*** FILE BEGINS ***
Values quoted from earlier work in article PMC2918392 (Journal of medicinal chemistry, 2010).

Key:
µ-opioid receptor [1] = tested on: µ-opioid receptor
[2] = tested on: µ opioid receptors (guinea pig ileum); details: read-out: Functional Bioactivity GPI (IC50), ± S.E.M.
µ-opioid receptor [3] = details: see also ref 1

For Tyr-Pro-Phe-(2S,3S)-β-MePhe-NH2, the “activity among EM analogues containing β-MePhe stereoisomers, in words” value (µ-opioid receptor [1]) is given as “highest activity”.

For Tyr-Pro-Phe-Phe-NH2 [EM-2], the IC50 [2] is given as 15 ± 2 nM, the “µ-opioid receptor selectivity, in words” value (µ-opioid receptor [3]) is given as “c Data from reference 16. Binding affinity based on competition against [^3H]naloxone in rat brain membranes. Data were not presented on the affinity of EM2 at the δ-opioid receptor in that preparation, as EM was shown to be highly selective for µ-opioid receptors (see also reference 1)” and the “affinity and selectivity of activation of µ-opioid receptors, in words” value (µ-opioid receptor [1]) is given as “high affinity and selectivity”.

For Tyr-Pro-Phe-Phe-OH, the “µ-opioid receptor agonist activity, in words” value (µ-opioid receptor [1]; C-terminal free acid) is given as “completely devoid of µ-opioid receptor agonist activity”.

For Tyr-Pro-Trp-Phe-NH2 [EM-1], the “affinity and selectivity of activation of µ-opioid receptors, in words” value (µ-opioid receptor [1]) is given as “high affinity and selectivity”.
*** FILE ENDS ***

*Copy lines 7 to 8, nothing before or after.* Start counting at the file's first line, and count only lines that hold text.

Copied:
For Tyr-Pro-Phe-Phe-NH2 [EM-2], the IC50 [2] is given as 15 ± 2 nM, the “µ-opioid receptor selectivity, in words” value (µ-opioid receptor [3]) is given as “c Data from reference 16. Binding affinity based on competition against [^3H]naloxone in rat brain membranes. Data were not presented on the affinity of EM2 at the δ-opioid receptor in that preparation, as EM was shown to be highly selective for µ-opioid receptors (see also reference 1)” and the “affinity and selectivity of activation of µ-opioid receptors, in words” value (µ-opioid receptor [1]) is given as “high affinity and selectivity”.

For Tyr-Pro-Phe-Phe-OH, the “µ-opioid receptor agonist activity, in words” value (µ-opioid receptor [1]; C-terminal free acid) is given as “completely devoid of µ-opioid receptor agonist activity”.